To examine the characteristics of reported dog and cat bite incidents n El Paso, Texas, and the r implications for local bite prevent on programs.
The authors reviewed a random sample of reported dog bites and all reported cat bites in E Paso, Texas, in 1995 using existing animal control surve ance data.
The majority of cat bites (89.4%) were provoked, with females (57.5%) and adults (68.3%) more likely to be victims than males or children.
In contrast, just under half of dog bites (44.6%) were provoked, with males (65.6%) and children (63%) more likely to be victims than females or adults.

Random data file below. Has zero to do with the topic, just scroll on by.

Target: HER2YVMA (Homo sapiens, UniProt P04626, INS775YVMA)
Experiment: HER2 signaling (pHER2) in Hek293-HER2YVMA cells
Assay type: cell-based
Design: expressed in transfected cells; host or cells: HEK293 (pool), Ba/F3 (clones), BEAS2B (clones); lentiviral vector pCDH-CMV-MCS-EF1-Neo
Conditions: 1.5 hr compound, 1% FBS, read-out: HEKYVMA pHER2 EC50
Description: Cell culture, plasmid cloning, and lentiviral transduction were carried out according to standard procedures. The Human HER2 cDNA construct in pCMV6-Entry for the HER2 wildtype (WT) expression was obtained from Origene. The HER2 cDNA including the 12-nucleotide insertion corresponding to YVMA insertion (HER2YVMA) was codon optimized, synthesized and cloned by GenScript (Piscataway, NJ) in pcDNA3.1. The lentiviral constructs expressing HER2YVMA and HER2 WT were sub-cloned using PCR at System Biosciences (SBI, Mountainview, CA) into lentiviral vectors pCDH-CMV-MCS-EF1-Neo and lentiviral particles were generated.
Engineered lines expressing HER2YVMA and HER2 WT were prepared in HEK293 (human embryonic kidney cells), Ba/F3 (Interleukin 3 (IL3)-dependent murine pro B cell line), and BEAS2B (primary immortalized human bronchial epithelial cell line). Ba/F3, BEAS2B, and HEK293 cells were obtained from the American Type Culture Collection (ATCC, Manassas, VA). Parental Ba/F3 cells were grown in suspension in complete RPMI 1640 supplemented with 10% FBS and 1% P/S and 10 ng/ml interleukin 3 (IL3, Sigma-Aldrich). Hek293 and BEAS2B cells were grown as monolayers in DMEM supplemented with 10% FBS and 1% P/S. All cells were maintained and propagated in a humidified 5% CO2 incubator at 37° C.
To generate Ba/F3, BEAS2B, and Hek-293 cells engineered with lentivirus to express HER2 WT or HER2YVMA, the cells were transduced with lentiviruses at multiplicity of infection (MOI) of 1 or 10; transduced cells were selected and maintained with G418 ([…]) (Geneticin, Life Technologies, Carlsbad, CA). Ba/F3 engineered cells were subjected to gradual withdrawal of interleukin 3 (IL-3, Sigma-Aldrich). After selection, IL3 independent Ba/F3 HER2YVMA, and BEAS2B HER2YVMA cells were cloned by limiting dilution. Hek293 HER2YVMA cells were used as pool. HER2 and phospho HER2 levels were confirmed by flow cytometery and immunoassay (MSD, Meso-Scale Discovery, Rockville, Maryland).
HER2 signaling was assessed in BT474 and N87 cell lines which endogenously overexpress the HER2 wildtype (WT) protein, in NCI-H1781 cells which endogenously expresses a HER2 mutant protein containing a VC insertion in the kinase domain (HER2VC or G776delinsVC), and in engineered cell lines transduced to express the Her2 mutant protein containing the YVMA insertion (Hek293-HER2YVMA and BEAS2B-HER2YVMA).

Dogs that had not been vaccinated for rabies were involved n 65% of dog bites and cats that had not been vaccinated for rabies were involved in 92% of cat bites.
Effective bite prevention programs should address the finding that both restrained and unrestrained dogs may bite even when unprovoked and that unrestrained cats usually bite when provoked.
Mots-clés Pascal : Morsure, Chien, Fissipedia, Carnivora, Mammalia, Vertebrata, Chat, Animal, Programme sanitaire, Prévention, Stratégie, Incidence, Homme, Texas, Etats Unis, Amérique du Nord, Amérique, Epidémiologie
Mots-clés Pascal anglais : Bite, Dog, Fissipedia, Carnivora, Mammalia, Vertebrata, Cat, Animal, Sanitary program, Prevention, Strategy, Incidence, Human, Texas, United States, North America, America, Epidemiology
Notice produite par :
Inist-CNRS - Institut de l'Information Scientifique et Technique
Cote : 98-0281078
Code Inist : 002B16N. Création : 27/11/1998.